Late summer tips for gardeners
Late summer offers a host of rewarding gardening work that produces both beauty and bounty.
Each gardening season has its merits and late summer is no exception. While perhaps not as showy as springtime, August and September offer a host of rewarding gardening tasks that produce both beauty and bounty. Here are several late summer gardening tips.
Houseplants. Monitor houseplants placed outside for insect pests so that you don’t bring pests in with the plants this fall.
Trees and shrubs. Early fall through mid-October is a good time to plant new trees and shrubs. Start thinking about what to plant as soon as the weather cools down later this month (August). Consider plants that have four-season interest and loads of winter character. Pruning now is NOT recommended!
Flowers. Early fall is a good time to dig and divide perennials. Select clusters that are not blooming as prolifically now. Many perennials benefit from being divided every three years, while some prefer never to be touched. Consult a comprehensive perennial maintenance book for recommendations by scientific name to avoid confusion. Keep deadheading all your flowers to encourage re-bloom and be sure to remove any leaves with black-spot, mildew or other diseases.
Lawns. Get ready for Labor Day, lawn fertilization day! This application will help turf regain some thickness it may have lost over the summer months. Remember, only one pound of actual nitrogen per thousand square feet.
Vegetables and fruit. Harvest time for vegetables and some fruits means looking for adequate preservation information. Contact your local MSU Extension office, 1-888-678-3464 (1-888-MSUE-4-MI), for food preservation information and classes.
Houseplants. Inspect houseplants that have been outdoors for insects and prepare to bring them in. Some can tolerate cool temperatures better than others and bring them in accordingly. Once placed inside, plants will adjust to lower light levels by dropping lower leaves. On Ficus (fig), leaf drop due to temperature changes can be dramatic, but is normal. Decrease the amount of fertilizer and water provided in late fall and early winter months.
Trees and shrubs. Keep planting!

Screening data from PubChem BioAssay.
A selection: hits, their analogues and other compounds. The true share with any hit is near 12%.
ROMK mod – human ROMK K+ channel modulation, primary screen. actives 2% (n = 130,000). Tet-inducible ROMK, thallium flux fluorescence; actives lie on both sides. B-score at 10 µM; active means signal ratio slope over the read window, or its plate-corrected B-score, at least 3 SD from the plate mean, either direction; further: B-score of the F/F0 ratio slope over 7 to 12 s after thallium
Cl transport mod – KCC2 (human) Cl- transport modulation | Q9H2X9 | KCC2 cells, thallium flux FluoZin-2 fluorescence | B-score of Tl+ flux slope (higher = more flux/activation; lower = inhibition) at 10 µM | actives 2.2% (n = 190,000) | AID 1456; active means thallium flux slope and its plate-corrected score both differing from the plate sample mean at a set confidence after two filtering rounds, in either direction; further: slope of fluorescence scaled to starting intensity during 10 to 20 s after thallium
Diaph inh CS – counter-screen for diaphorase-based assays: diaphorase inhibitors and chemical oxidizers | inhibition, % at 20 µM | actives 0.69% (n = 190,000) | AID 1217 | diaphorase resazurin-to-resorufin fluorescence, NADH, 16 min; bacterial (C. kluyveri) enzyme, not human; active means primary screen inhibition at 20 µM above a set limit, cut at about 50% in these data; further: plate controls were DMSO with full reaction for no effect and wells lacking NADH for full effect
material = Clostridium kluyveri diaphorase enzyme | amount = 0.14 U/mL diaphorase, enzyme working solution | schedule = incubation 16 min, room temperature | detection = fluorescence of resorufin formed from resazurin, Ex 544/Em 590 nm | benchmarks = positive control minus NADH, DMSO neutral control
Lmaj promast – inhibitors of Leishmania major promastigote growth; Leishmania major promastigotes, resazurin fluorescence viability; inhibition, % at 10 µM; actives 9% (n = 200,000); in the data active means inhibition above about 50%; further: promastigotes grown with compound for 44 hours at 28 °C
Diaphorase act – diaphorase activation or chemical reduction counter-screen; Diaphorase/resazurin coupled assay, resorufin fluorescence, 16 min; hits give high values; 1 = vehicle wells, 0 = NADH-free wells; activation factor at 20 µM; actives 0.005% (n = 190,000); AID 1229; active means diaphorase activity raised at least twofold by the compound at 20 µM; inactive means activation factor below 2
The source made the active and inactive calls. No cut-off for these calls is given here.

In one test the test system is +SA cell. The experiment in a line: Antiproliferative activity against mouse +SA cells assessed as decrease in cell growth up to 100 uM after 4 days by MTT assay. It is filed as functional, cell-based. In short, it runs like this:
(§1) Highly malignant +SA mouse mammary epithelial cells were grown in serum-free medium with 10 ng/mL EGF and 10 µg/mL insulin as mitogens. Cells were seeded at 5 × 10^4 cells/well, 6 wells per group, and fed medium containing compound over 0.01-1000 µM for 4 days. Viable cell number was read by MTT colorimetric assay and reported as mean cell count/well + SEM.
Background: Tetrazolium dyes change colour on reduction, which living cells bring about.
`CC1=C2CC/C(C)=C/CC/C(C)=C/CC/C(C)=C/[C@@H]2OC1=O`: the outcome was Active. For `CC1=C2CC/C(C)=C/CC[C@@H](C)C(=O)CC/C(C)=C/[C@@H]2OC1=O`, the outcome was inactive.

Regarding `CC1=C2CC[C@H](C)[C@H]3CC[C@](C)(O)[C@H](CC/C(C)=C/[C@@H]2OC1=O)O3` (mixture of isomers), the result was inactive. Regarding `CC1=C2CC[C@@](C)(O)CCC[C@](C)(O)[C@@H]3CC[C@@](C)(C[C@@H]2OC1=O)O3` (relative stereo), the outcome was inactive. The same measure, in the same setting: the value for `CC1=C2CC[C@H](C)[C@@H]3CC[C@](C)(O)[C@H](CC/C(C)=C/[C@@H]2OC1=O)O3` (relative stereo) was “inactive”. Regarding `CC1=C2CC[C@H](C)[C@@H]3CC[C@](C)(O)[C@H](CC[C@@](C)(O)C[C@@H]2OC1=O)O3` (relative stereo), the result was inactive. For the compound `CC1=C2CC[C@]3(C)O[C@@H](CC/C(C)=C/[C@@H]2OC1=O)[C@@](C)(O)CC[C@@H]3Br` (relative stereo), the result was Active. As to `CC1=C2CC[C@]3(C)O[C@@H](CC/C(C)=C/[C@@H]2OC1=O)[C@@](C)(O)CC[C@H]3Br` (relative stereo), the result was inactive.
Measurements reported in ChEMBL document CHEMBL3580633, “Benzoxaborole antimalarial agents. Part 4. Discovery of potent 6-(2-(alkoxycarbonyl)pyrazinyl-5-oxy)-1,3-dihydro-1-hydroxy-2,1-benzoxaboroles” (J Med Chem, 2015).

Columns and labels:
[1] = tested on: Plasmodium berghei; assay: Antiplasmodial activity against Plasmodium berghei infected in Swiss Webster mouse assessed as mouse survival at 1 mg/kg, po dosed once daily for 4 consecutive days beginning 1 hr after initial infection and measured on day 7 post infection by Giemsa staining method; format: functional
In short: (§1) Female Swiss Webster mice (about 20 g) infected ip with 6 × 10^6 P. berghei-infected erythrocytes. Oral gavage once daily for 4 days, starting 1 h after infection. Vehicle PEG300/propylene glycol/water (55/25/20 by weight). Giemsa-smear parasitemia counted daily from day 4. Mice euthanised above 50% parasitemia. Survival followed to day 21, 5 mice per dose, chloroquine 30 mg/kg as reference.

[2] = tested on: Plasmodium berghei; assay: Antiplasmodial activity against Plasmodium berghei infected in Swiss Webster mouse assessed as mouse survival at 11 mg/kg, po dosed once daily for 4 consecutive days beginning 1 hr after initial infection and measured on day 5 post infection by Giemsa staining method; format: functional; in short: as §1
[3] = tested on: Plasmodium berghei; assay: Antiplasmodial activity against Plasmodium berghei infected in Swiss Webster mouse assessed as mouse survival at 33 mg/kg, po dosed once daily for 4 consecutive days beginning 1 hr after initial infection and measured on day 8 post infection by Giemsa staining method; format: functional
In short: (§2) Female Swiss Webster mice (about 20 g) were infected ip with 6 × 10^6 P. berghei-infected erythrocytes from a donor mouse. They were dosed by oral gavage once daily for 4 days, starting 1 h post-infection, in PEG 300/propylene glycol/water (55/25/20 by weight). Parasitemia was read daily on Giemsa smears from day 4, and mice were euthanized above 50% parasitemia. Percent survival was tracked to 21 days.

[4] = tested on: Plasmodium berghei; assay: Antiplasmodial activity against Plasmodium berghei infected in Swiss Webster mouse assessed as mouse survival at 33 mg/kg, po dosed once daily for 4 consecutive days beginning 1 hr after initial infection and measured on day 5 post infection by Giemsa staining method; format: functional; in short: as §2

Flowers. Dig tender perennials, such as Canna, Dahlia, and elephant ears (Colocasia), before a hard frost. Store for next year’s garden, but place them in garage or root cellar where temperatures are cool but frost-free.
Lawns. Seed new lawns or bare spots if needed. September is a great time to establish new grass plants due to increased rainfall and decreased temperatures. Weed seeds are not as likely to compete in fall seedlings, also. Be sure to purchase quality seed. Remember to apply fertilizer based on soil test recommendation for your lawn. Depending on rainfall, watering may need to continue into late September. Early fall is also a good time to incorporate broadleaf weed control on established lawns. Do not use “weed-n-feed” products on flowers and vegetables!
Vegetables and fruit. Harvest winter squash and allow them to thoroughly dry before storing. Frost can occur this month, so cover tender vegetables with plastic or cloth to prolong your harvest season of tomatoes and peppers. Vegetables like cabbage, parsley and spinach can tolerate cold well. Pick up any fallen fruit around fruit trees. This helps reduce the chance that pests such as apple maggot and codling moth will overwinter and wreak havoc next year.
For additional gardening information, call the MSU Extension Lawn and Garden Hotline at 1-888-MSUE-4MI (1-888-678-3464). You can also visit www.migarden.msu.edu.
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